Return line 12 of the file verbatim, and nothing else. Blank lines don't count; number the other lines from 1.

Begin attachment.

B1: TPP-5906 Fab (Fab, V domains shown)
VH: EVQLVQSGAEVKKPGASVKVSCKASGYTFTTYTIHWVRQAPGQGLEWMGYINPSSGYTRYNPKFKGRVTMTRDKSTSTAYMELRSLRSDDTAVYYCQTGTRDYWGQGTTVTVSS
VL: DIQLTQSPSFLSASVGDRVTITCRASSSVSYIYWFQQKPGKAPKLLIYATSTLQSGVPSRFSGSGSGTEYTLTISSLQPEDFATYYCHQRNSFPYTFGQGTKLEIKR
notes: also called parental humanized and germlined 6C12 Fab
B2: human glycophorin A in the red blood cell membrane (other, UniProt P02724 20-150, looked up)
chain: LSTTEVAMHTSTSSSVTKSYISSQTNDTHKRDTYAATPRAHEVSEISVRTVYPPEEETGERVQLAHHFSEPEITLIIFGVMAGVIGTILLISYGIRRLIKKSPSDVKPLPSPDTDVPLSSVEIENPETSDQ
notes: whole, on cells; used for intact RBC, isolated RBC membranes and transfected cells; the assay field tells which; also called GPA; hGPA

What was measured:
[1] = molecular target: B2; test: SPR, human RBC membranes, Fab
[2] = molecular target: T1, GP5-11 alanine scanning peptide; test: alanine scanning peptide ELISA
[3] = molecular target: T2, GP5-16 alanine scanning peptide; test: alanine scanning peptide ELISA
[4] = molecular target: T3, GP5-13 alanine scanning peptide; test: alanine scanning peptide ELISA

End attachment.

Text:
[4] = molecular target: T3, GP5-13 alanine scanning peptide; test: alanine scanning peptide ELISA